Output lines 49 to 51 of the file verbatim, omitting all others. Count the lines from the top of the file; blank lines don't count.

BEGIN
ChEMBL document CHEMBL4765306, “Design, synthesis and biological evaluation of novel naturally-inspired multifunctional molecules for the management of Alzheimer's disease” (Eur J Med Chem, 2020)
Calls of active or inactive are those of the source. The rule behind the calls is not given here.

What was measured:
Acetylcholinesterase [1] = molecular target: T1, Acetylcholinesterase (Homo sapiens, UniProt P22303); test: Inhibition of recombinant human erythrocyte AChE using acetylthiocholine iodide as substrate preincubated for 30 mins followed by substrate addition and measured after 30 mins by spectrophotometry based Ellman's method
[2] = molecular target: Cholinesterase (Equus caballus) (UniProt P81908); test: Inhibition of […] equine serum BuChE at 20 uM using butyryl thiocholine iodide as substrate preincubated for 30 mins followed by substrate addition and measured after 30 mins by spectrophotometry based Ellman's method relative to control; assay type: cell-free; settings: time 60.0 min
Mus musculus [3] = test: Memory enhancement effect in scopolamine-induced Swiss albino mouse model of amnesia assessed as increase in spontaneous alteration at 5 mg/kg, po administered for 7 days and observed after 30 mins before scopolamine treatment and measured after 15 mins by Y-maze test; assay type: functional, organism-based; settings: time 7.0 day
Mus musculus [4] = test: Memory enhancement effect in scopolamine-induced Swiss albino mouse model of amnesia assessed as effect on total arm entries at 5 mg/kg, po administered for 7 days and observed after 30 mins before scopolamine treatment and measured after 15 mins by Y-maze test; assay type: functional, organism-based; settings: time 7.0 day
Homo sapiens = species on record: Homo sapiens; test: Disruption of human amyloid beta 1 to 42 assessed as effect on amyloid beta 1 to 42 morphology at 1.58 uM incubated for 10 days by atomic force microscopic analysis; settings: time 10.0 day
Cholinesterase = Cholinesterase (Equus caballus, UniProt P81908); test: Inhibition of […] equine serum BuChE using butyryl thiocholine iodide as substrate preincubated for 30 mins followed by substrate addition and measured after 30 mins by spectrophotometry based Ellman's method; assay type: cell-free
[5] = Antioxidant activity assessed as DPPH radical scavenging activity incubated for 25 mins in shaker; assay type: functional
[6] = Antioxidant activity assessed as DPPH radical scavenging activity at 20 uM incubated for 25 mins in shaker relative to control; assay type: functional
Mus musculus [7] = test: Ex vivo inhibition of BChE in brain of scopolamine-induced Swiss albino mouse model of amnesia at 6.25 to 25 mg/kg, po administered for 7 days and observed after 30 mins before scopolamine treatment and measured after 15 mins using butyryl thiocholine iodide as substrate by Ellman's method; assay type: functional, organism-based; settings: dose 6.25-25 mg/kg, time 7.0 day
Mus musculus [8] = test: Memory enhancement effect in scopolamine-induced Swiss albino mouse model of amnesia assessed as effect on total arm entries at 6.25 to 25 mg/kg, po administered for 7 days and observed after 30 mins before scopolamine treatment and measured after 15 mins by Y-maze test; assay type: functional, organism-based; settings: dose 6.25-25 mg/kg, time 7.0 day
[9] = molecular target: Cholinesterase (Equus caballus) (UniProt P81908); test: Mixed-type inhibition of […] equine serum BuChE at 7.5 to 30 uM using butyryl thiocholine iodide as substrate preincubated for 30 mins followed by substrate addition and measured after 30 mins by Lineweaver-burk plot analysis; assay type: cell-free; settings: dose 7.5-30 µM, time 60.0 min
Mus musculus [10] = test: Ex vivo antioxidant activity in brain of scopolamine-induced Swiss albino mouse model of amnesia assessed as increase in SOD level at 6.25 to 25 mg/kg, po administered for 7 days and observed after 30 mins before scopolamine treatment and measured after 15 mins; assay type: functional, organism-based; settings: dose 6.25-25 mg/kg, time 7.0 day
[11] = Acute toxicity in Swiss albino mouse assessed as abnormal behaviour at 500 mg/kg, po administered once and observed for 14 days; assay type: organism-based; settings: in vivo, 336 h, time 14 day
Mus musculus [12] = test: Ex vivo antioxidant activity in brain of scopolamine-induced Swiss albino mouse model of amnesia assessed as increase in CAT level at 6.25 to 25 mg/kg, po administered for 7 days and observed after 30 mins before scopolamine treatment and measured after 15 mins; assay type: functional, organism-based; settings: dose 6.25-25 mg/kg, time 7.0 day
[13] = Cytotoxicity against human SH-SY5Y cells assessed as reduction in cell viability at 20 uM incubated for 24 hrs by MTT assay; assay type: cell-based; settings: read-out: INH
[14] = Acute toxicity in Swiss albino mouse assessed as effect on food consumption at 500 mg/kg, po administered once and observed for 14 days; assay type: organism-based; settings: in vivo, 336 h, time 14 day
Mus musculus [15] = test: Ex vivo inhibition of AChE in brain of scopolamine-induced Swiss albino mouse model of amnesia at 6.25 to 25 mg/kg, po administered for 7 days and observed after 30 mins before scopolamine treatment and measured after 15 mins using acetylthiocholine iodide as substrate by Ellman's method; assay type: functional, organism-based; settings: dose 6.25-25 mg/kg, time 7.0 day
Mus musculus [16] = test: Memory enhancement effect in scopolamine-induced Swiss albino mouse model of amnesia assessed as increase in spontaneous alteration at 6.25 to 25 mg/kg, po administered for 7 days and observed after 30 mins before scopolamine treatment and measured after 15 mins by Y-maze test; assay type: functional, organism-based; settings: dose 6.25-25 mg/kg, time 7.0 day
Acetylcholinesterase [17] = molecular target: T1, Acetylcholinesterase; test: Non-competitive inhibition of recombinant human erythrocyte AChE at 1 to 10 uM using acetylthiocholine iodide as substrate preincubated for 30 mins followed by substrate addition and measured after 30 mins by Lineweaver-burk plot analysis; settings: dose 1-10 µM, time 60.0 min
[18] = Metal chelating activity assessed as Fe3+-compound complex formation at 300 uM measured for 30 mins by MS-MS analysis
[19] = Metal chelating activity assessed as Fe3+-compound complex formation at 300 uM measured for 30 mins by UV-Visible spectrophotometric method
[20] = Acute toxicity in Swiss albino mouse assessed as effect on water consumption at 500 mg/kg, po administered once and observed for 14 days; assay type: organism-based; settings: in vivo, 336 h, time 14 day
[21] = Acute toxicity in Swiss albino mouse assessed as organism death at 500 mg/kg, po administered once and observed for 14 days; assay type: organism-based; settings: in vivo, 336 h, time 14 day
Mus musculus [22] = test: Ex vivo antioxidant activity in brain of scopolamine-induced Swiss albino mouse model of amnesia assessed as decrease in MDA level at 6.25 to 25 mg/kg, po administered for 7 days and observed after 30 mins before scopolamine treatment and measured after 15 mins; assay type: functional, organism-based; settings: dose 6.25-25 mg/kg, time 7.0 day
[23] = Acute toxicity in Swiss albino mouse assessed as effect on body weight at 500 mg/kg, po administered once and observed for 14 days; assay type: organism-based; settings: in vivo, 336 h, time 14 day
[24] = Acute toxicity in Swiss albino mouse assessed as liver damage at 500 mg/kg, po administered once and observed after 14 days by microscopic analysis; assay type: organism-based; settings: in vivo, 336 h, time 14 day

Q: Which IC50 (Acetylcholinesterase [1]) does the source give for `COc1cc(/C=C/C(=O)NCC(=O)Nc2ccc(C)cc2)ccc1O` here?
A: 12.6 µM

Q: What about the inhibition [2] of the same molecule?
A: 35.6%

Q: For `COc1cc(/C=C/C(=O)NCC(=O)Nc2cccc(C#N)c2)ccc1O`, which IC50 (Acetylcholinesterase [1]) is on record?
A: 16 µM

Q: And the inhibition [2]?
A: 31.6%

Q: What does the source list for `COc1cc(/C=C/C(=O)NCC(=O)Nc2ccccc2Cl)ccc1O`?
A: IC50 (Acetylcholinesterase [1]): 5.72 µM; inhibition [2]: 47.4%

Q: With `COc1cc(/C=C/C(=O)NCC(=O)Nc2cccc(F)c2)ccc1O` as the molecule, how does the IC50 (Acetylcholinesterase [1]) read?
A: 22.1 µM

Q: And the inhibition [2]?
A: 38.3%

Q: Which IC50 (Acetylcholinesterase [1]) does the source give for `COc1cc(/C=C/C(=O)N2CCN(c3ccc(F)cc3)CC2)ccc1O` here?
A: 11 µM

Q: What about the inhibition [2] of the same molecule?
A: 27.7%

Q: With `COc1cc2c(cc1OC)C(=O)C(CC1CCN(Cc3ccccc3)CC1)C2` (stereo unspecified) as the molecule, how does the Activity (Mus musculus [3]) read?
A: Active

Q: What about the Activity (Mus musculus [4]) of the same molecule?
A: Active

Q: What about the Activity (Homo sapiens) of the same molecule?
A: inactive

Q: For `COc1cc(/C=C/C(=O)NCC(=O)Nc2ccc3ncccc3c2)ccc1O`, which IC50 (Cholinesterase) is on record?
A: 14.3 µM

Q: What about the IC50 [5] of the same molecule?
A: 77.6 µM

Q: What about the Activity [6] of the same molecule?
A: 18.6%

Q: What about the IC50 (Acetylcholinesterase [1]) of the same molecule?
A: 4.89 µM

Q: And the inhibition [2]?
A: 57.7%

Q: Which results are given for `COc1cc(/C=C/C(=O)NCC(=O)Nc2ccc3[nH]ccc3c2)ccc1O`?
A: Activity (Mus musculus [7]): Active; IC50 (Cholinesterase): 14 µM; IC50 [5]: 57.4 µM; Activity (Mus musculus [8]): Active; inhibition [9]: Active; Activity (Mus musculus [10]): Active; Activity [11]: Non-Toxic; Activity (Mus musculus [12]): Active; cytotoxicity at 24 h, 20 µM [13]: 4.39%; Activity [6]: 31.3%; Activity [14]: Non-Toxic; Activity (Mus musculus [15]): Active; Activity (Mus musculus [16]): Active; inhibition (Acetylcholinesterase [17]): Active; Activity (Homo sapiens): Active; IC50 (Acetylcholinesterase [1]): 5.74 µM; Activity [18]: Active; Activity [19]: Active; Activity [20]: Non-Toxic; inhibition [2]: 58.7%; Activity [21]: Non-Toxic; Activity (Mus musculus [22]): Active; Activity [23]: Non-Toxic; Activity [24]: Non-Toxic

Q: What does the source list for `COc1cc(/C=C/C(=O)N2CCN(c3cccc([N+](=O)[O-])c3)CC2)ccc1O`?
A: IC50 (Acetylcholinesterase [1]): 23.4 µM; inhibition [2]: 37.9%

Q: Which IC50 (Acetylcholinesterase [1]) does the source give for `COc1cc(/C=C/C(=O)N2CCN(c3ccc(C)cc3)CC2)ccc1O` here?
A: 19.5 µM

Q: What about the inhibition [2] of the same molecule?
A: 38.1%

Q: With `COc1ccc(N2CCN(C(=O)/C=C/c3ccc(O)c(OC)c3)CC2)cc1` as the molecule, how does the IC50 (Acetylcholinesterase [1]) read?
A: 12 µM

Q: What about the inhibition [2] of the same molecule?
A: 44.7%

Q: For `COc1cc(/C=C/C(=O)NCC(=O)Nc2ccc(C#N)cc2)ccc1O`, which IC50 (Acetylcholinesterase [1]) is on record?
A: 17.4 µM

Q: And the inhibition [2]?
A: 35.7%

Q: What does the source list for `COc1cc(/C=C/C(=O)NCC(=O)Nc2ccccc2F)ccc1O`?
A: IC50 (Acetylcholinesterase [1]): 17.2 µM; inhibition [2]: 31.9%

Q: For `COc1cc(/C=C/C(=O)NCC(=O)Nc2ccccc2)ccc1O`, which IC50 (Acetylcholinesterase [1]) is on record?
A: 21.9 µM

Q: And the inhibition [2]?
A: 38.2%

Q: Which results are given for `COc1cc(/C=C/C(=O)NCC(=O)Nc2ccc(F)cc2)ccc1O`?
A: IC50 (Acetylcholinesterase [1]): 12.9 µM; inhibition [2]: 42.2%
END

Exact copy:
A: Active

Q: What about the Activity (Mus musculus [4]) of the same molecule?
A: Active